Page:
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Empathising–systemising theory

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The empathising–systemising (E–S) theory is a theory on the psychological basis of autism and male–female neurological differences originally put forward by English clinical psychologist Simon Baron-Cohen. It classifies individuals based on abilities in empathic thinking (E) and systematic thinking (S). It measures skills using an Empathy Quotient (EQ) and Systemising Quotient (SQ) and attempts to explain the social and communication symptoms in autism spectrum disorders as deficits and delays in empathy combined with intact or superior systemising.

According to Baron-Cohen, the E–S theory has been tested using the Empathy Quotient (EQ) and Systemising Quotient (SQ), developed by him and colleagues, and generates five different 'brain types' depending on the presence or absence of discrepancies between their scores on E or S. E–S profiles show that the profile E>S is more common in females than in males, and the profile S>E is more common in males than in females.[1] Baron-Cohen and associates assert that E–S theory is a better predictor than gender of who chooses STEM subjects (Science, Technology, Engineering and Mathematics).[2] The E–S theory has been extended into the extreme male brain (EMB) theory of autism and Asperger syndrome, which are associated in the E–S theory with below-average empathy and average or above-average systemising.[3]

Baron-Cohen's studies and theory have been questioned on multiple grounds.[4][5] The overrepresentation of engineers could depend on a socioeconomic status rather than E-S differences.[6]


E–S theory was developed by psychologist Simon Baron-Cohen in 2002,[7] as a reconceptualization of cognitive sex differences in the general population. This was done in an effort to understand why the cognitive difficulties in autism appeared to lie in domains in which he says on average females outperformed males, along with why cognitive strengths in autism appeared to lie in domains in which on average males outperformed females.[7] In the first chapter of his 2003 book The Essential Difference,[8] he discusses the bestseller Men Are from Mars, Women Are from Venus, written by John Gray in 1992, and states: "the view that men are from Mars and women Venus paints the differences between the two sexes as too extreme. The two sexes are different, but are not so different that we cannot understand each other."[8] The Essential Difference had a second edition published in 2009.[9]

The 2003 edition of The Essential Difference discusses two different sources of inspiration for Baron-Cohen's E-S theory.[8] The first inspiration is epistemological with a number of influences including historicism and the German separation between erklären and verstehen, which Wilhelm Windelband described as nomothetic and idiographic methods.[10] This was part of the positivism dispute in Germany from 1961 to 1969 where the human sciences and natural sciences (Geisteswissenschaften and Naturwissenschaften) disagreed on how to conduct social science. The second source of inspiration was interpreting gender essentialism from Charles Darwin's seminal book The Descent of Man, and Selection in Relation to Sex. According to The Guardian regarding the publication's 2003 edition:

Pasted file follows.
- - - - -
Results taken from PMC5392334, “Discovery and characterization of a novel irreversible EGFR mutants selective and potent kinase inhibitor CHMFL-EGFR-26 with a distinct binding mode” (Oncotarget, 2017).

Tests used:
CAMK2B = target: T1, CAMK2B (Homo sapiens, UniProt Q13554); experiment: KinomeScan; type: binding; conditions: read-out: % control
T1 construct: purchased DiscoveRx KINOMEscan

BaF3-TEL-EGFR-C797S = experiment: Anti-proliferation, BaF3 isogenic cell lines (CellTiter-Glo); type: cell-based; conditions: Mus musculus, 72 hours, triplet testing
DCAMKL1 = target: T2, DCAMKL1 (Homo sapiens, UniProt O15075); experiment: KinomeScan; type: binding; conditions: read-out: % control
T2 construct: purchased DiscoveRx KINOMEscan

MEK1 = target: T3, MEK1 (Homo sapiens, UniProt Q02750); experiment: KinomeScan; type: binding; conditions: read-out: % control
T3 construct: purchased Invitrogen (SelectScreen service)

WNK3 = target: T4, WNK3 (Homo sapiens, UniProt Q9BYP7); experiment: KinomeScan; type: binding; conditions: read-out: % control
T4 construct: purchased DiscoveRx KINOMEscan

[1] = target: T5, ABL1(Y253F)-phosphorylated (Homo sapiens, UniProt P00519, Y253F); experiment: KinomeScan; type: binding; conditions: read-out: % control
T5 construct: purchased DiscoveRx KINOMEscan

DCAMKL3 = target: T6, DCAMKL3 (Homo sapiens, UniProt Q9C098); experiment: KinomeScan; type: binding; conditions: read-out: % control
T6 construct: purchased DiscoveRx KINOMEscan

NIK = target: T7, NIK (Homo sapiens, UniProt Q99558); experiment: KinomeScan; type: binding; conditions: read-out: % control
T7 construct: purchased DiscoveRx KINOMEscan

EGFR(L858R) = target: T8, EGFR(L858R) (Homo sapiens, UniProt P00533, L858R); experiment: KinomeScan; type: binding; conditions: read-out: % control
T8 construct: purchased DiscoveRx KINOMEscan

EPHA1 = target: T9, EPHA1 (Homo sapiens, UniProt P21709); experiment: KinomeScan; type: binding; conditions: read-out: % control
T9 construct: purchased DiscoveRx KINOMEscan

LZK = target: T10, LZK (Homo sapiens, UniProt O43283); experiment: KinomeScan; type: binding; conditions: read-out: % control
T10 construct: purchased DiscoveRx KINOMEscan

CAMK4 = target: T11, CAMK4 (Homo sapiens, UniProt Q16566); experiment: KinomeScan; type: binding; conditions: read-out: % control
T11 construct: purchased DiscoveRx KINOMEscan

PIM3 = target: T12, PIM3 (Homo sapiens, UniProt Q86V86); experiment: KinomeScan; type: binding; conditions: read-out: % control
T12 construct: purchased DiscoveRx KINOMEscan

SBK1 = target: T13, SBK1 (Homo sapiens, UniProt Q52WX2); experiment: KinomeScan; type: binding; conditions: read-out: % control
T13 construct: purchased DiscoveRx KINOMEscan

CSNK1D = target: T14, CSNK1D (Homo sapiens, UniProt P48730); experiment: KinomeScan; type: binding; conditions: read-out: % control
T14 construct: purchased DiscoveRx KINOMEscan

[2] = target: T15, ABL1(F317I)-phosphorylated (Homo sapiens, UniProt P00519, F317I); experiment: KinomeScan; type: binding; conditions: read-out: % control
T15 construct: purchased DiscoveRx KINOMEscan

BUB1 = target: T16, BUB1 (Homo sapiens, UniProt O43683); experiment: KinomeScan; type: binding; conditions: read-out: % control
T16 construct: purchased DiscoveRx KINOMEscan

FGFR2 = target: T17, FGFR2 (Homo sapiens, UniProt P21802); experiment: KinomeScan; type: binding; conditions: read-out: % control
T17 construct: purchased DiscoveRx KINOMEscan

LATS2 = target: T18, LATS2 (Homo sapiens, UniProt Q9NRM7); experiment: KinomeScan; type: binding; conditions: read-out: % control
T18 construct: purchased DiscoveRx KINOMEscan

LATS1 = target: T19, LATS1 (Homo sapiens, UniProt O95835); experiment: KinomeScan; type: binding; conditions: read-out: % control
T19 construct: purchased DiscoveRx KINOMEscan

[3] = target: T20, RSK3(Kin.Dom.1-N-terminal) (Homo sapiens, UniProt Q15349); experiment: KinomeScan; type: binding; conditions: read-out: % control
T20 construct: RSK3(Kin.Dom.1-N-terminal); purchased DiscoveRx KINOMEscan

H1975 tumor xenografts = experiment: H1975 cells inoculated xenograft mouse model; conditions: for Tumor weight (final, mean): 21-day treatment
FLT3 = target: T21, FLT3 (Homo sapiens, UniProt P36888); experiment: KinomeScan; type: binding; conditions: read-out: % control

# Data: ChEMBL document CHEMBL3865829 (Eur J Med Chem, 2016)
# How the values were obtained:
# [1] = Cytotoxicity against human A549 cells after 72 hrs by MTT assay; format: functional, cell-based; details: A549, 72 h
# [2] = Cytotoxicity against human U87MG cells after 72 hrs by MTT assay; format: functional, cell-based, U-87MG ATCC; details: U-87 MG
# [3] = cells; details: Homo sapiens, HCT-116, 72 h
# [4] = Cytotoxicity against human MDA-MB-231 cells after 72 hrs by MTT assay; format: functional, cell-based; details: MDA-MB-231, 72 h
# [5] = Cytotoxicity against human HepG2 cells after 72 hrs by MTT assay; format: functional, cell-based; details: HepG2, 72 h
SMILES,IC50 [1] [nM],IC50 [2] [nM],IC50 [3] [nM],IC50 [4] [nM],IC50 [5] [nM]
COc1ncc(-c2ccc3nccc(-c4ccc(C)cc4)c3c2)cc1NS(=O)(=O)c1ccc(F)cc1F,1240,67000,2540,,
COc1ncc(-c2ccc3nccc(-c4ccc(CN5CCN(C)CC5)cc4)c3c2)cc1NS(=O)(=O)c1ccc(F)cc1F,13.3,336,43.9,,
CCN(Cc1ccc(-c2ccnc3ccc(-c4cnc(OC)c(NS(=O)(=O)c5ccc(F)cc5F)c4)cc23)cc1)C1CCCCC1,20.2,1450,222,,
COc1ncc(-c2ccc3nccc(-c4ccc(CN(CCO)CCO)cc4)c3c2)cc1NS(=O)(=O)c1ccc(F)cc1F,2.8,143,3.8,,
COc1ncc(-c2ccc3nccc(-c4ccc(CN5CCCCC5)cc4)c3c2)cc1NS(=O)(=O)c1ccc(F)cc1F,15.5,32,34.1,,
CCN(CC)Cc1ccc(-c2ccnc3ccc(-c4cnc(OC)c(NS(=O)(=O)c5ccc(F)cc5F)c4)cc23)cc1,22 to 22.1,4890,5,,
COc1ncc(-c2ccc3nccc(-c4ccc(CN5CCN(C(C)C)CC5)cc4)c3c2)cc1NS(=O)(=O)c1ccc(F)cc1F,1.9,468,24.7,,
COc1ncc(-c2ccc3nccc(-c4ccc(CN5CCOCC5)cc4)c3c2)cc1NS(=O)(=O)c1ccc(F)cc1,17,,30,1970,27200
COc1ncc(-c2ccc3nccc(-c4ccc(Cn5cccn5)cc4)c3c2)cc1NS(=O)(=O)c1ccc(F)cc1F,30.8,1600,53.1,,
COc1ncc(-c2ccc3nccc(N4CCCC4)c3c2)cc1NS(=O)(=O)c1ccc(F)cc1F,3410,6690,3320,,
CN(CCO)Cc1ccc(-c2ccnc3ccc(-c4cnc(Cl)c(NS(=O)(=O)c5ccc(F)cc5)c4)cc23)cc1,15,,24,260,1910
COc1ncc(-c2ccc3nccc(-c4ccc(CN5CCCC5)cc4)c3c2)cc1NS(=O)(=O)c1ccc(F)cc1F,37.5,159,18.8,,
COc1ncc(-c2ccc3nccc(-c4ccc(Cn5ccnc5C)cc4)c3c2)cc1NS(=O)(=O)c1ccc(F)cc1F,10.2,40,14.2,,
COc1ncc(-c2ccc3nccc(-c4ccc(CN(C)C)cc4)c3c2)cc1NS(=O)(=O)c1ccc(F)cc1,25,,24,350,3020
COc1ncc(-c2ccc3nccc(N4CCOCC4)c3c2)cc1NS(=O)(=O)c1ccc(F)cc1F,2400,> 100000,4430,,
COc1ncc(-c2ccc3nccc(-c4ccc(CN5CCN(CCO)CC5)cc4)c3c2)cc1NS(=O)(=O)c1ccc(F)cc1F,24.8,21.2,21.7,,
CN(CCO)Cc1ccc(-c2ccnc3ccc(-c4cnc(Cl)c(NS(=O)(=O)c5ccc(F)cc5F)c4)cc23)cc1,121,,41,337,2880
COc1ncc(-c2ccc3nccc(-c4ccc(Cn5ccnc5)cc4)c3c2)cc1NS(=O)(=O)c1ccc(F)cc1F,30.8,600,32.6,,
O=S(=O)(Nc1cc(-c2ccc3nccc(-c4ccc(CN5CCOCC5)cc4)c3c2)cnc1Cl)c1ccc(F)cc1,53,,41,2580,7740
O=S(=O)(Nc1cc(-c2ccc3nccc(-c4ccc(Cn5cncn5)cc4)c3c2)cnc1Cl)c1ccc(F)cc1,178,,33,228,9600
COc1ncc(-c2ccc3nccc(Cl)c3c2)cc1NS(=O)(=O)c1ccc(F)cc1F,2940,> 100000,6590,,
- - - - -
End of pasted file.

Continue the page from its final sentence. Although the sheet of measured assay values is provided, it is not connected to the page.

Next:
The book [The Essential Difference] has been five years in the writing, partly because he deemed its subject too politically sensitive for the 1990s, and partly because he first wanted to float his ideas about autism [E-S theory] at scientific conferences, where he says reaction has been largely supportive.

— David Adam, referring to Simon Baron-Cohen, The Guardian[11]

Prior to the development of E-S theory,[7][3][12] Baron-Cohen had previously proposed and studied the mind-blindness theory in 1990,[13] which proposed a homogenous (single-cause) explanation of autism as due to either a lack of theory of mind, or developmental delay in theory of mind during childhood. Theory of mind is the ability to attribute mental states to themselves or others. The mind-blindness theory could explain social and communication difficulties, but could not explain other key traits of autism including unusually narrow interests and highly repetitive behaviors. Mind-blindness was later largely rejected by academia in response to strong evidence for the heterogeneity of autism,[14][15] although some proponents in academia including Baron-Cohen existed as of March 2011.[16]


According to Baron-Cohen, females on average score higher on measures of empathy and males on average score higher on measures of systemising. This has been found using the child and adolescent versions of the Empathy Quotient (EQ) and the Systemising Quotient (SQ), which are completed by parents about their child/adolescent,[17] and on the self-report version of the EQ and SQ in adults.[18]

Baron-Cohen and associates say that similar sex differences on average have been found using performance tests of empathy such as facial emotion recognition tasks[19] and on performance tests of systemising such as measures of mechanical reasoning or 'intuitive physics'.[20][21] He has also argued that these sex differences are not only due to socialization.[22]

Fetal testosterone[edit]